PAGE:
A recent conversation about “work-life balance”, along with various reports of examples of difficulties in that area, and a recent presentation by a Human Resources manager have made me think a lot, lately, about the issue. The HR manager, in particular, triggered some thoughts with a statement that there really is no such thing as “work-life balance”, that it’s a myth.
Is it a myth?
Of course it’s not. Work-life balance certainly does exist, but here’s the thing: you choose the balance. And every choice you make has effects, benefits, drawbacks, and consequences.
If you want to be a corporate executive, you need to put the time and work in to achieve that. Most likely, that time and work will take away from other parts of your life, from time you could spend with your family and friends, from vacations and weekend time and other leisure activities, from work you might have put toward writing a novel. If you aren’t willing to give up those things, you have that choice, at least in most jobs. But that will delay or derail your moving up at the office, and you’ll certainly find yourself off the fast track. Many people finish their careers without having progressed to senior positions in their companies.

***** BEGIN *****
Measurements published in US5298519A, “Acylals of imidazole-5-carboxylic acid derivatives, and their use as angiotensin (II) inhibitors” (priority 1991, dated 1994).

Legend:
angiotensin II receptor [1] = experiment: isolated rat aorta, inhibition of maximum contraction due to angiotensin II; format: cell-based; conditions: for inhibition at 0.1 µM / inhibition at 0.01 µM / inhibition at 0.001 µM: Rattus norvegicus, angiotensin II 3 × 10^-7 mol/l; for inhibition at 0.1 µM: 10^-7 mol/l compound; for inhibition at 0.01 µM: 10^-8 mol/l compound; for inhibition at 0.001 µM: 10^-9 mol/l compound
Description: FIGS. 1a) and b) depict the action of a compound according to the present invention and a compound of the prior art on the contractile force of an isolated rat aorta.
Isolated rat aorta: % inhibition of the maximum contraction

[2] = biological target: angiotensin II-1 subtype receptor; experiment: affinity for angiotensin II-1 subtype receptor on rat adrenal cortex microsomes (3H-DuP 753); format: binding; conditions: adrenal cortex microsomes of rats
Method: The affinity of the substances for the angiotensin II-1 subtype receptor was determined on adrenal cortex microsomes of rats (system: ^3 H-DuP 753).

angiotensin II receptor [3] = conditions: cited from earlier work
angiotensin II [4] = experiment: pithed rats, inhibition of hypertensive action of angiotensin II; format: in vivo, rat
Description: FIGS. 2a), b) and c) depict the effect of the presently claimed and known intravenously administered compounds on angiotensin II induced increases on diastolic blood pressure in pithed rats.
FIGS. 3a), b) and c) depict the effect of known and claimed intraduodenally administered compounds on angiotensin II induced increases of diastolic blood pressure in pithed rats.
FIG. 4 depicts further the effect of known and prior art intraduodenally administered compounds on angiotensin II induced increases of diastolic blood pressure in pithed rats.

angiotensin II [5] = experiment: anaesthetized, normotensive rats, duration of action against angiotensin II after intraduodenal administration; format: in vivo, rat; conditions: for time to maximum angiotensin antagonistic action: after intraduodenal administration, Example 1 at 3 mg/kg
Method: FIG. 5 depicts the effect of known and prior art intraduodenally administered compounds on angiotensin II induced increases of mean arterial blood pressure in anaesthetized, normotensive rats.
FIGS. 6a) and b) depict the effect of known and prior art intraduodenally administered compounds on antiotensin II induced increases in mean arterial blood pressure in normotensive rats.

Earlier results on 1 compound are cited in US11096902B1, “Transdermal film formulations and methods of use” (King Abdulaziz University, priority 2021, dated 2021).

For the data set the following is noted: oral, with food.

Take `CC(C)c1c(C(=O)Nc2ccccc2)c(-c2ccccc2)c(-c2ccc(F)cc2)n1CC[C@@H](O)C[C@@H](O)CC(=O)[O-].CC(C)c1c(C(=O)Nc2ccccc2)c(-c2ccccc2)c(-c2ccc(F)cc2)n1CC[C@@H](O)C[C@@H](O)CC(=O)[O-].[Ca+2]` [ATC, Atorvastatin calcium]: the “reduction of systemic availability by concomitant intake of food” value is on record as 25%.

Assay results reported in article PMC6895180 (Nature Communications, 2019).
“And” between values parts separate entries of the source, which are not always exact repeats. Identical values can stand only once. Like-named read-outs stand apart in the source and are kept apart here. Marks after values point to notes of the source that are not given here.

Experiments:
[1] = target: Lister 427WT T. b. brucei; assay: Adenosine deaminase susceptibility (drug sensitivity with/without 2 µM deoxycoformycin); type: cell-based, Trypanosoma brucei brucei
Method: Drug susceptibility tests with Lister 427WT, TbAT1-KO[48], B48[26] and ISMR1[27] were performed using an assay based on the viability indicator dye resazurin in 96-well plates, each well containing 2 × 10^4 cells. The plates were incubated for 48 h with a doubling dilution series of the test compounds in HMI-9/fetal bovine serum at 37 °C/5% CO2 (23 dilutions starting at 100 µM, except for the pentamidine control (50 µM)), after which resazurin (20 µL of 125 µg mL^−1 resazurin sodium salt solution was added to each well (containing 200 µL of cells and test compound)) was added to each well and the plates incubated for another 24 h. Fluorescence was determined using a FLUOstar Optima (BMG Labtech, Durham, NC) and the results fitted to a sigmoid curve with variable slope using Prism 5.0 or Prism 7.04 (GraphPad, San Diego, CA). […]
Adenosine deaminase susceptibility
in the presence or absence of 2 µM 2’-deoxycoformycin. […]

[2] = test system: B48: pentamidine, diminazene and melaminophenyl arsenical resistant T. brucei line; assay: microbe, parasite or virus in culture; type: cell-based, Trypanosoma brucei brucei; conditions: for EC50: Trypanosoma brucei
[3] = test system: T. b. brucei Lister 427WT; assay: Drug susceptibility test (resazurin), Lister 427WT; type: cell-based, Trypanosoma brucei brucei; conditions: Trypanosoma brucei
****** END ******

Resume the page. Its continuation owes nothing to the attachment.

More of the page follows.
And that’s OK. It’s the choice they made.
It’s their work-life balance.
A year or so ago, a colleague of mine, a female middle-manager, posed a work-life balance question that she looked at as a women’s issue, as something facing a mother:
My husband has to be at work early, and he gets home early, so he has responsibility for the kids in the afternoons, and I get them to school in the mornings. That means that I can’t leave for work until after 8. What do I do when some VP decides that he needs me in a 7:30 meeting?There were few suggestions for her, really. But I looked at it differently: the problem is neither new, nor related to women or motherhood. Watch movies or television from the ’50s and ’60s, and you’ll see plenty of plots involving fathers who had to miss their kids’ ball games, school plays, and music recitals because they had to work long hours or go on a business trip.
The difference between then and now is that women now have to deal with those issues too. Forgetting, for now, about the very real problems of artificial limitations placed on women; of gender imbalances, roles, and stereotypes; of unequal pay for women, still on the order of 75% of what men get, overall... forgetting, for now, about those things, the fact remains that the positive changes for women in the workforce have the consequence of saddling women, as well as men, with these age-old work-life balance problems.
We want to “have it all,” we do. But we can’t; none of us, not men and not women, can have it all. The best we can do is to optimize what we have based on the priorities we set. We each have to create our own balance.